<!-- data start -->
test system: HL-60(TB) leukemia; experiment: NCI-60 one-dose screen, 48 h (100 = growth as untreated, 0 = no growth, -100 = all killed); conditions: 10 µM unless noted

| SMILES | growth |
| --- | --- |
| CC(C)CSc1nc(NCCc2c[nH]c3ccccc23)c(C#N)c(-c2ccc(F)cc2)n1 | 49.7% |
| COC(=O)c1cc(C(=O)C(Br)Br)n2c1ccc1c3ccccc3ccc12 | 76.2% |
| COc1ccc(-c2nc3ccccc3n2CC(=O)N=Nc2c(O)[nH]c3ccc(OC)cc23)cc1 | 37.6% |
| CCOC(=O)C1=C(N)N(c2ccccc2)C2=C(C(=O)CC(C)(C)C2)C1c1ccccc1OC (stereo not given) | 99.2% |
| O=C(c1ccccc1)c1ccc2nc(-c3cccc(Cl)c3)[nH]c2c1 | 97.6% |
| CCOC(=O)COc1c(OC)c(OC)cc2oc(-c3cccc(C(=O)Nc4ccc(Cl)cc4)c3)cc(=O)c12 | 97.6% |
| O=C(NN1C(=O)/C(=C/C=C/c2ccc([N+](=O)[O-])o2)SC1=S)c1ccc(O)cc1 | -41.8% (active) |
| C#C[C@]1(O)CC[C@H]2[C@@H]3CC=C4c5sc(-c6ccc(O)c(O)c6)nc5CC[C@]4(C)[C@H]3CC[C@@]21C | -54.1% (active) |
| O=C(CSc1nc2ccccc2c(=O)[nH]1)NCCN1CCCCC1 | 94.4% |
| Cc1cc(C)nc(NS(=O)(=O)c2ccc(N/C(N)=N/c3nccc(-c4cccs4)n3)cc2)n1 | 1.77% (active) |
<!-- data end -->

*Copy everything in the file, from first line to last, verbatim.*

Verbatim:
test system: HL-60(TB) leukemia; experiment: NCI-60 one-dose screen, 48 h (100 = growth as untreated, 0 = no growth, -100 = all killed); conditions: 10 µM unless noted

| SMILES | growth |
| --- | --- |
| CC(C)CSc1nc(NCCc2c[nH]c3ccccc23)c(C#N)c(-c2ccc(F)cc2)n1 | 49.7% |
| COC(=O)c1cc(C(=O)C(Br)Br)n2c1ccc1c3ccccc3ccc12 | 76.2% |
| COc1ccc(-c2nc3ccccc3n2CC(=O)N=Nc2c(O)[nH]c3ccc(OC)cc23)cc1 | 37.6% |
| CCOC(=O)C1=C(N)N(c2ccccc2)C2=C(C(=O)CC(C)(C)C2)C1c1ccccc1OC (stereo not given) | 99.2% |
| O=C(c1ccccc1)c1ccc2nc(-c3cccc(Cl)c3)[nH]c2c1 | 97.6% |
| CCOC(=O)COc1c(OC)c(OC)cc2oc(-c3cccc(C(=O)Nc4ccc(Cl)cc4)c3)cc(=O)c12 | 97.6% |
| O=C(NN1C(=O)/C(=C/C=C/c2ccc([N+](=O)[O-])o2)SC1=S)c1ccc(O)cc1 | -41.8% (active) |
| C#C[C@]1(O)CC[C@H]2[C@@H]3CC=C4c5sc(-c6ccc(O)c(O)c6)nc5CC[C@]4(C)[C@H]3CC[C@@]21C | -54.1% (active) |
| O=C(CSc1nc2ccccc2c(=O)[nH]1)NCCN1CCCCC1 | 94.4% |
| Cc1cc(C)nc(NS(=O)(=O)c2ccc(N/C(N)=N/c3nccc(-c4cccs4)n3)cc2)n1 | 1.77% (active) |